They should've released a Narrator Version and a Talkie Version when the Demo came, then they could've changed what People dident like, Now its Too Late and People should Quit complaining and Except the New Cedric Narrator. ;)

Offline sahara

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Re: Is TSL Narrator the new Cedric?
« Reply #115 on: July 29, 2010, 06:08:23 AM »
Well, there is so much to like about TSL, so I'm sure people will continue to enjoy the game and appreciate the hard work that went into it!  I have no doubt this team will do even more great things in the future... perhaps then they can try different kinds of narration or no narration at all... after they've had a chance to evaluate what worked and what didn't with TSL.  As a first-time effort for PO Studios, the accomplishment is quite impressive!  Whatever happens, I hope they take the criticism of TSL in stride but still have a chance to filter through it all to see what feedback from fans may be good to keep in mind when designing games in the future.

They should've released a Narrator Version and a Talkie Version when the Demo came, then they could've changed what People dident like, Now its Too Late and People should Quit complaining and Except the New Cedric Narrator. ;)

I have to come to terms with it and will try not to let the new Cedric hurt my TSL gaming experience.   8)  Who knows, I may end up warming a little bit to the narrator in the end.
« Last Edit: July 29, 2010, 06:23:01 AM by sahara »

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Re: Is TSL Narrator the new Cedric?
« Reply #116 on: July 29, 2010, 06:25:44 AM »
Amusingly, and ironically, one of the complaints when we released the demo was that there weren't enough narrations or enough details in them, which we endeavored to correct.  ::)

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Offline Lambonius

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Re: Is TSL Narrator the new Cedric?
« Reply #117 on: July 29, 2010, 06:40:03 AM »
Amusingly, and ironically, one of the complaints when we released the demo was that there weren't enough narrations or enough details in them, which we endeavored to correct.  ::)

Ah, perhaps a case of overcompensation then?  ;)  Though what's being talked about here is more an issue of narration style than amount and length of narrations (that one has its own thread.)  :)

Offline sahara

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Re: Is TSL Narrator the new Cedric?
« Reply #118 on: July 29, 2010, 07:02:39 AM »
UPDATE:  oops, I just now saw the previous post, which says basically the same thing.  How ironic that it says the same thing as mine but with fewer words!!   :suffer:

I wouldn't think of the issue as "number" of narrations or even "amount of detail" in them, necessarily.  I think the writing style is the issue.  An experienced editor is needed to clean things up.  You could say the same things with fewer words.  

Let's take a look at a couple examples.  Here's what we get when the player clicks on a chest outside the pawn shop.

"Graham's intuition as an experienced adventurer tells him there's nothing useful in there.  Somewhere, somewhow, some hand of fate decided that this chest didn't need to be opened or contain any items, almost as though by some grand cosmic game design."

This takes the narrator 18 seconds to say.  The same message, even with a self-aware joke thrown in, could have been delivered with less words.

Here's what happens when the player clicks on the shack near the ferry:

<he knocks>  "There's no one in it.  It would be just inhumane to have someone there in this foul weather.  But then Graham sees Hassan standing under the rain and thinks it may just be possible to get a ferry ride today after all."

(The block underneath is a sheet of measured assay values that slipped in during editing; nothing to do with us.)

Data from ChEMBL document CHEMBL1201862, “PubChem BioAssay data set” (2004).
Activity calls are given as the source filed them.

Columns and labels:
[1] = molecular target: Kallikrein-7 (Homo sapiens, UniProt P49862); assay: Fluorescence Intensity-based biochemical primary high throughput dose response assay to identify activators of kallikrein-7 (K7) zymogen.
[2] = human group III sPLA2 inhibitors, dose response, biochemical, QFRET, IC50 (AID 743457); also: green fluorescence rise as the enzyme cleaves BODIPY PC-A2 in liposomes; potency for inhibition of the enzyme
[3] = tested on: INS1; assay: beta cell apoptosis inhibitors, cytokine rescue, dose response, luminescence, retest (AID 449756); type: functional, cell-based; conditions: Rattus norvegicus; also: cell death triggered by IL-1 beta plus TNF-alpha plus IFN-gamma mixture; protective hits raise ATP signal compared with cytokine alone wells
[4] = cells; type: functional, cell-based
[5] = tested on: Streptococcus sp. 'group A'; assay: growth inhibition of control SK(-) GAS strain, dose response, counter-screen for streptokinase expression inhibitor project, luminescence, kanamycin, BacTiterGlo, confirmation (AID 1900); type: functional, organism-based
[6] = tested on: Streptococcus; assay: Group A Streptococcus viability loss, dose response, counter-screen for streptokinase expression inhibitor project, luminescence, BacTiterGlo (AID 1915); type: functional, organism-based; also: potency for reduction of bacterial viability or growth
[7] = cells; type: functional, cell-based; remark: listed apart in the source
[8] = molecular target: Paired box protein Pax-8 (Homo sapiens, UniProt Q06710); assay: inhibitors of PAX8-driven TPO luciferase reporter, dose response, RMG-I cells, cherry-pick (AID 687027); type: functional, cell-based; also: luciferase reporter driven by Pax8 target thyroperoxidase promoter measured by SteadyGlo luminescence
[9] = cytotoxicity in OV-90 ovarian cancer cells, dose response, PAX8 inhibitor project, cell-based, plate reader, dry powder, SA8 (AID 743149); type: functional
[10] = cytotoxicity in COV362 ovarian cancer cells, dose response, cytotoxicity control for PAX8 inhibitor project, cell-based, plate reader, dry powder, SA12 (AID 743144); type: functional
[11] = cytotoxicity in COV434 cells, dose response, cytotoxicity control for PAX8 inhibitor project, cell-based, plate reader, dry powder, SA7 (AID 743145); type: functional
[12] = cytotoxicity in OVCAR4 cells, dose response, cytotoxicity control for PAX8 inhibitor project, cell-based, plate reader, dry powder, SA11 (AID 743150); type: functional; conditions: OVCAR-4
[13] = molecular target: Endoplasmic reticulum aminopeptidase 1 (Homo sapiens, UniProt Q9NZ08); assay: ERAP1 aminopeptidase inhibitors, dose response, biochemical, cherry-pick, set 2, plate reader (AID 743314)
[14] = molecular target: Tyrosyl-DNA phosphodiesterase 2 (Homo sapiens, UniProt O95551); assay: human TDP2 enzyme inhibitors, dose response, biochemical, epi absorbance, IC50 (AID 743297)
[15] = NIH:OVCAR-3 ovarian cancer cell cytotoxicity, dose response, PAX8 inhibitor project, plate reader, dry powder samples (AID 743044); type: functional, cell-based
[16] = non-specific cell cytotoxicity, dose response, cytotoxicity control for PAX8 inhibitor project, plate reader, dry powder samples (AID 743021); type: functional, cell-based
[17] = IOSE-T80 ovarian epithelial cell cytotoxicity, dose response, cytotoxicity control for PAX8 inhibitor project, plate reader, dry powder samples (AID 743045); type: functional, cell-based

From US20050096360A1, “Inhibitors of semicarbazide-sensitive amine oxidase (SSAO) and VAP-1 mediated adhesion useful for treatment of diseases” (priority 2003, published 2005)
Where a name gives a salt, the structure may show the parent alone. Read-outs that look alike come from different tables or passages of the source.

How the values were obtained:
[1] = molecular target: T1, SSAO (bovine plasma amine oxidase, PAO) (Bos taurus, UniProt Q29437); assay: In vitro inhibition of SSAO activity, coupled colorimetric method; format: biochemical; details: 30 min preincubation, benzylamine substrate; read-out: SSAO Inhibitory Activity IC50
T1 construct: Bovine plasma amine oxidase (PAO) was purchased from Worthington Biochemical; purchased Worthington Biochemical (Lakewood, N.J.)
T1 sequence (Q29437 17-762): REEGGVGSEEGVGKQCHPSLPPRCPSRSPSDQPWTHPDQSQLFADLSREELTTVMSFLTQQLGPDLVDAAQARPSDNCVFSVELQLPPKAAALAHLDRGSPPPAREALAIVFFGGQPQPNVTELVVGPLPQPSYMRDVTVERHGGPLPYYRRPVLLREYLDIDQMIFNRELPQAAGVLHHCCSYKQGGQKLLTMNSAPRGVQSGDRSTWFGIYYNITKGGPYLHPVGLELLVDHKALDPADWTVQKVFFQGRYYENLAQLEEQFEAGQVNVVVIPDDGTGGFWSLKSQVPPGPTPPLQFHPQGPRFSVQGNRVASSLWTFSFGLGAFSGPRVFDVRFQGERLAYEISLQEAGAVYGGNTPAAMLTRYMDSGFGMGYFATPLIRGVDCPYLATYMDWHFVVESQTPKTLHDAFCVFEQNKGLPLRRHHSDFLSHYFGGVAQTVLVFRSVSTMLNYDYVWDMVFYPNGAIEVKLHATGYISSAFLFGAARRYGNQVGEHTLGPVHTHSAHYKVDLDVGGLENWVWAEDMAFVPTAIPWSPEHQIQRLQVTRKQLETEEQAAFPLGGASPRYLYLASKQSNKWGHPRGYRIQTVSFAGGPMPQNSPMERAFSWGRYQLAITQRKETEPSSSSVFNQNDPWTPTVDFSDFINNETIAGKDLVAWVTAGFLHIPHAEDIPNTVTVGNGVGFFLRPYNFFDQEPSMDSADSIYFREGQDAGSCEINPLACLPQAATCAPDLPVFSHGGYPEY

This takes nearly 20 seconds.  The gameplay is stopped during that time and the player can only sit and wait... unless they click through.

Some of the obvious observations the narrator makes are also a problem.  Here's one of those that is also too wordy:

"Graham would rather not be carrying anything touched by that evil stranger who cursed his children, but this thick, black cloak is his only clue.  Hopefully, it will help him discover the villain's identity."
« Last Edit: July 29, 2010, 07:09:46 AM by sahara »

Offline B'rrr

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Re: Is TSL Narrator the new Cedric?
« Reply #119 on: July 29, 2010, 07:56:09 AM »
UPDATE:  oops, I just now saw the previous post, which says basically the same thing.  How ironic that it says the same thing as mine but with fewer words!!   :suffer:

I wouldn't think of the issue as "number" of narrations or even "amount of detail" in them, necessarily.  I think the writing style is the issue.  An experienced editor is needed to clean things up.  You could say the same things with fewer words.  

Don't see the point for an experienced editor.

Let's take a look at a couple examples.  Here's what we get when the player clicks on a chest outside the pawn shop.

"Graham's intuition as an experienced adventurer tells him there's nothing useful in there.  Somewhere, somewhow, some hand of fate decided that this chest didn't need to be opened or contain any items, almost as though by some grand cosmic game design."

This takes the narrator 18 seconds to say.  The same message, even with a self-aware joke thrown in, could have been delivered with less words.

The chest is locked.

Here's what happens when the player clicks on the shack near the ferry:

<he knocks>  "There's no one in it.  It would be just inhumane to have someone there in this foul weather.  But then Graham sees Hassan standing under the rain and thinks it may just be possible to get a ferry ride today after all."

This takes nearly 20 seconds.  The gameplay is stopped during that time and the player can only sit and wait... unless they click through.

Noone answers.

Some of the obvious observations the narrator makes are also a problem.  Here's one of those that is also too wordy:

"Graham would rather not be carrying anything touched by that evil stranger who cursed his children, but this thick, black cloak is his only clue.  Hopefully, it will help him discover the villain's identity."


Graham: This better be helpfull.


This is what most are referring to if they want it more like other kings quest, to I found the ones from TSL refreshing to be honest  ;)